Thursday, February 21, marks the 43rd anniversary of the assassination of Malcolm X. It is appropriate that, on this date, 250 American human rights organizations will challenge the U.S. at the United Nations for violations of the International Convention on the Elimination of Racial Discrimination, a treaty the U.S. ratified in 1994. Arrogant American contempt for the UN does not insulate it from treaty obligations, which have the force of law. This year's treaty-mandated U.S. report to the U.N. refuses to acknowledge the racial disparities witnessed by the whole planet in the wake of Hurricane Katrina, the fact of racist police brutality, or the majority non-white nature of the American prison gulag. The challenge to the official American report to the U.N. is also a salute to the legacies of Malcolm X and the great Paul Robeson, who urged African Americans to transform the domestic fight for "civil rights" to a global battle for common "human rights."
It is a shameful indictment of American political culture that, even though the United Nations headquarters is physically located in the U.S., on the east side of Manhattan island, it might as well be in Sri Lanka or New Delhi when it comes to U.S. media attention. What the U.N. does is considered important news in most of the world, especially in the developing and formerly colonized world. But American media, much of it headquartered within walking distance of the United Nations, most often behaves as if the world body doesn't exist.
Racism and imperial chauvinism are at the root of thinly veiled U.S. disdain for the United Nations. The U.N. was founded, in 1945, as a creature of the winners of World War Two. The cards were stacked in the United States' favor, with America and its ideological allies arrayed against the Soviet Union in the U.N. Security Council, and much of the planet still under European colonial rule. With decolonization in Africa, Asia and the Caribbean, the U.N. became a much more "non-white" environment. Membership now includes nearly 200 countries. Apparently, that's way too much "color" for the white American comfort zone.
The American delegation to the U.N. will be even more discomforted on February 21st and 22nd, when the U.S. will be taken to task on its own domestic race relations. Many Americans don't know, or don't care, that international treaties to which the U.S. is a part have the force of law within the United States. One of those treaties is the International Convention on the Elimination of Racial Discrimination, which was adopted by the U.S. in 1994. Yet this is only the second year that Washington has even bothered to issue a report to the U.N. on the state of race relations in the U.S. - a report that the U.S. Human Rights Network calls a "whitewash."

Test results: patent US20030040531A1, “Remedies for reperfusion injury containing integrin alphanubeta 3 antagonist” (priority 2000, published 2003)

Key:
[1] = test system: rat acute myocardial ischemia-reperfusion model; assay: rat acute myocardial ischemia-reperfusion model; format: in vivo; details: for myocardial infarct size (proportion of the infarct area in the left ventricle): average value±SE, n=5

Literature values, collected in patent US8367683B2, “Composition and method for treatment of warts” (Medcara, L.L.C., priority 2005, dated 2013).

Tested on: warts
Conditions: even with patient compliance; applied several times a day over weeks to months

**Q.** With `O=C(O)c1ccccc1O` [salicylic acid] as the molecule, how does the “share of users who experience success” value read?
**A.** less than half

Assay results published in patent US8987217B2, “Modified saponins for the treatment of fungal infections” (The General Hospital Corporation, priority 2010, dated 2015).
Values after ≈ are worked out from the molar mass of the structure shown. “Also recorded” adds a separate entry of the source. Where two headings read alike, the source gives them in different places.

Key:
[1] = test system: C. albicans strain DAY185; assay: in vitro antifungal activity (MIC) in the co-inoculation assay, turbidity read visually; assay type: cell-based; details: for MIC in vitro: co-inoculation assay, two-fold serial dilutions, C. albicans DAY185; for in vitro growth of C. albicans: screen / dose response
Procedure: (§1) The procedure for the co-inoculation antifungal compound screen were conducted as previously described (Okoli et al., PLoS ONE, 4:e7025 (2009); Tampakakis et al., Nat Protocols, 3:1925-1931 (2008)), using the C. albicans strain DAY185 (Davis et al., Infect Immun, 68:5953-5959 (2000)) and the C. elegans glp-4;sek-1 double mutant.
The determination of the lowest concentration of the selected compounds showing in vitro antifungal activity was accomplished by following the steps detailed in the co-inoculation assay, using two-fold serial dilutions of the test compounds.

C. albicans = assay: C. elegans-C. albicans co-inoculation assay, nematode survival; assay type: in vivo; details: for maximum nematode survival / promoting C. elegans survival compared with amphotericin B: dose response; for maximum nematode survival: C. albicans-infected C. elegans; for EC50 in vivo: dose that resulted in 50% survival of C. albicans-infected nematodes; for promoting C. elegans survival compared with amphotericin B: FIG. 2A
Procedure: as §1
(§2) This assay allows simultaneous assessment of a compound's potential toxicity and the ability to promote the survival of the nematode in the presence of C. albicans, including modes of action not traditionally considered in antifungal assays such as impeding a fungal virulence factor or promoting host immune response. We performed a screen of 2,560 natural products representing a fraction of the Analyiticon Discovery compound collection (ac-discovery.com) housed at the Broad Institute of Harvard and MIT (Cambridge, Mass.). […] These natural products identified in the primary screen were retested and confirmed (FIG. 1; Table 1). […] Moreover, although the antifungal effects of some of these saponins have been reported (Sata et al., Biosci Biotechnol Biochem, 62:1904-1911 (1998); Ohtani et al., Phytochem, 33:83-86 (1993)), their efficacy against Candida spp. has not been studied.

The Human Rights Network is a coalition of 250 activist groups across the nation. They charge the Bush administration with being "utterly out of touch with the reality of racial discrimination in America." Washington fails "to even acknowledging the disparate racial impact on people of color of Hurricane Katrina." Police brutality against people of color is totally neglected in the official American report, which also sidesteps the question of why 60 percent of U.S. prison inmates are non-white. Muslims and people of Arab descent are targeted for draconian roundups and other pressures, in violation of the spirit and letter of the treaty, while Native Americans continue to suffer under the "legacy of colonialism and racial discrimination in the U.S."
Many Americans conveniently forget - or just don't give a damn - that racial discrimination violates a host of international laws. It is fitting that the U.S. will be confronted with many of these violations on Thursday, February 21st, the 43rd anniversary of the assassination of Malcolm X. It was Malcolm who insisted that what were then called "civil rights" were really "human rights" to which all people's of the world were entitled. In this, he picked up the banner waved by Paul Robeson and other African Americans of the Left, in the late 1940s, with their petition charging the United States with genocide against Black Americans. Malcolm's voice infused the Black Freedom Movement with an internationalist perspective; he called for African Americans to stand up as citizens of the world, rather than act like an isolated minority begging favors from a hostile domestic majority. Malcolm's legacy, and Paul Robeson's legacy, still challenge African Americans to grow up, to transcend Jim Crow politics, and to finally take their places on the liberation side of the world stage.
For Black Agenda Radio, I'm Glen Ford.